There is no finite pool of saving that different borrowers compete for and thus drive interest rates up when borrowing demands increase. That view was discredited in the 1930s by Keynes (and others). It is based on the loanable funds doctrine which was the mainstay of the neo-classical marginalists. It assumes saving is a function of interest rates rather than income. It assumes that investment (or other sources of spending that relies on borrowing) is constrained by the available pool of saving.

We understand that none of those assumptions or propositions are even slightly correct.

Link to video

2013 video by investor Mike Norman: Government spending does not “crowd out” private sector investment. Here’s why…

Crowding out means when the government has to borrow money then that takes funds away from the private sector which could have been used for productive investment. Now this is all completely wrong, of course, as we know, because the government issues its own money the money when it spends it. […]

Think about it [even if the government really did need to borrow from the private sector]. If the government removes funds from the private sector by borrowing, then what happens? It immediately turns around and spends those funds right back into the economy. Think of a swimming pool with a pump. The pump is removing water from the swimming pool and immediately circulating it back into the swimming pool. In effect, what happens, is nothing! The level of the water does not change.

Stephanie Kelton walks through the myth and then truth of “crowding out”

From around the 7 minute, 45 second mark in this episode of the Rhodes Center Podcast with the author of the 2020 book, The Deficit Myth, Stephanie Kelton, hosted by Mark Blyth. Stephanie:

We have this idea that the [central] government has to go out to find money in order to spend. The two primary sources of revenue to the government are taxes, and then if they come up short (if they want to spend more than they collect in taxes), then they must borrow. It’s an imperative. They’re required to borrow to cover the shortfall.

So the borrowing piece tells people [to] think of a stockpile of dollars, that exists somewhere in the world. There are only so many of them. They’ve been placed there by savers. There are people who are willing to not spend all of their income and make their savings available to others to be loaned out. This is called loanable funds. There’s competition for those dollars, and the government is one competitor.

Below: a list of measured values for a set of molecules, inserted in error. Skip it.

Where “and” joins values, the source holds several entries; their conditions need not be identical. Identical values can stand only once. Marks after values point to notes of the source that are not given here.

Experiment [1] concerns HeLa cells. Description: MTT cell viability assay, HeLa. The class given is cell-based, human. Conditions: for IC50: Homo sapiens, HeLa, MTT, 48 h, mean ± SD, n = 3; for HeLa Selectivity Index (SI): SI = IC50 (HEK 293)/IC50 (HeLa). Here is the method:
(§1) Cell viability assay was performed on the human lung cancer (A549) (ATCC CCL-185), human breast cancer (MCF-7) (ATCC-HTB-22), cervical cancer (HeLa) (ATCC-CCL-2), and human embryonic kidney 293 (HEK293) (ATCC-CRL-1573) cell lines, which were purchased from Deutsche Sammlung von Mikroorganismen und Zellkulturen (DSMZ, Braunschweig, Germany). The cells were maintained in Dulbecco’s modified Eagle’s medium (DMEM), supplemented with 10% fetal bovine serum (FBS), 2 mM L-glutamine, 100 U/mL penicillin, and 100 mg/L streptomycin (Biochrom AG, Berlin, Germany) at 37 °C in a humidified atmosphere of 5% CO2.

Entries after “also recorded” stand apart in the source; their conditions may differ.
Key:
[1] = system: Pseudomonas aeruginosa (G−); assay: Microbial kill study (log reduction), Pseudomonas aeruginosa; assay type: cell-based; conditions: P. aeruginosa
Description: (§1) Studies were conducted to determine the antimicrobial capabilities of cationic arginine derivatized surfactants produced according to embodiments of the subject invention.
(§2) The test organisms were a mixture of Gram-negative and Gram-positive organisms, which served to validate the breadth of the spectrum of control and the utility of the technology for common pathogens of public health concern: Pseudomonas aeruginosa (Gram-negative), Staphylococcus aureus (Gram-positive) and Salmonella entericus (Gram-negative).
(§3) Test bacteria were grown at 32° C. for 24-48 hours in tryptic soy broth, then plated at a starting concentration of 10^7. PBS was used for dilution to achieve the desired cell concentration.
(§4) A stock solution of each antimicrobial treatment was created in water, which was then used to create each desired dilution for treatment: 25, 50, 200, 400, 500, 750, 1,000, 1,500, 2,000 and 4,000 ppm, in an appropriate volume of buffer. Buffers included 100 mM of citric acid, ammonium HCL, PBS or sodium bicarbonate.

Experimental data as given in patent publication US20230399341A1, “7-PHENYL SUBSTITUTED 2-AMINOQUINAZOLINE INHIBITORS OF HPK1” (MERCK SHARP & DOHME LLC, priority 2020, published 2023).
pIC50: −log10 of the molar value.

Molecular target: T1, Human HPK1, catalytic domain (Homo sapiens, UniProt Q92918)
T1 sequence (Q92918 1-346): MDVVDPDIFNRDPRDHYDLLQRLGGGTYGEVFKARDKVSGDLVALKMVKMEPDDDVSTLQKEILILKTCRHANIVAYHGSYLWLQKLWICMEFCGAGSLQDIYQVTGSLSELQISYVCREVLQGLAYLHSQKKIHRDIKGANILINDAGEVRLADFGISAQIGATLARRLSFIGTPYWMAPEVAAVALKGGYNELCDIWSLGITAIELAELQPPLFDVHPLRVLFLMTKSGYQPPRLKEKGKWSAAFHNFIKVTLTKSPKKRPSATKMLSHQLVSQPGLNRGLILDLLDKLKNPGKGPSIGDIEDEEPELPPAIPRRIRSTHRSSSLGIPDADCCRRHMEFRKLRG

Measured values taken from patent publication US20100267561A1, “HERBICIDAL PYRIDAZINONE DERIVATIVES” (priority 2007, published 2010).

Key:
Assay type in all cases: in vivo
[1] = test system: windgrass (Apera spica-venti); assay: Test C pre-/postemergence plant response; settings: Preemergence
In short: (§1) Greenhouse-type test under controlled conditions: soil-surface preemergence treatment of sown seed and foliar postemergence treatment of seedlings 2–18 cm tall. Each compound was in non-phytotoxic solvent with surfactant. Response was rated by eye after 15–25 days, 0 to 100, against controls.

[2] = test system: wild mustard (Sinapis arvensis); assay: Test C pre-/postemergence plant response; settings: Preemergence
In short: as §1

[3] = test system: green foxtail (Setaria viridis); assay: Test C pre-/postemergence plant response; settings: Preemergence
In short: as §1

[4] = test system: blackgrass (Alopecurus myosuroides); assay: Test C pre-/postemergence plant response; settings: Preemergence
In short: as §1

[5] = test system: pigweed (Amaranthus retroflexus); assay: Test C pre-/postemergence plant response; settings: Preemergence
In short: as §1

The government is in competition with other borrowers for that finite supply that exists, parked somewhere in the world. The more the government wants to borrow, the more it has to compete with others for that limited supply. If the government is running bigger and bigger deficits (needs to borrow more and more), [it leaves] behind fewer for private sector use.

So, the argument goes, the government by running bigger deficits leads to a diminution of the available supply of dollars. The reduced supply the price of dollars goes up, so interest rates rise. The rise in interest rates discourages private borrowers from borrowing and spending on presumably more efficient kinds of investments. This then leads to, in the long run, a slower growing, less-dynamic economy, because the government gobbled up some of those dollars that would have otherwise gone to more productive private use.

So why is that wrong? […] It’s an unfolding sequence of stories:

  1. If the government has to borrow to finance the deficit then it will intensify competition for savings.
  2. If it intensifies competition for savings then it will drive up interest rates.
  3. If interest rates go up then businesses don’t have enough access to dollars to finance private investment.
  4. If that happens then you get a slower growing economy.

[…] If a private business wants to borrow, it can walk into a bank and ask for a loan. The bank can do this thing called “create a deposit for the borrower.” It isn’t looking for an available stockpile of dollars. It has the capacity to create bank deposits. So, even if the government is “gobbling up dollars” (which it isn’t), private businesses still have access to credit. Banks can still extend credit to private lenders.

The other point, and I think the more important one: The government’s own deficit spending does not gobble up the supply of dollars in existence. It augments them. So, if the government spends $100 into the economy and only taxes $90 back out, it has placed a deposit of $10 somewhere in the economy. Its deficit results in an addition to, it augments, private wealth. Those dollars are then available to purchase the bonds.

Top image: From this tweet.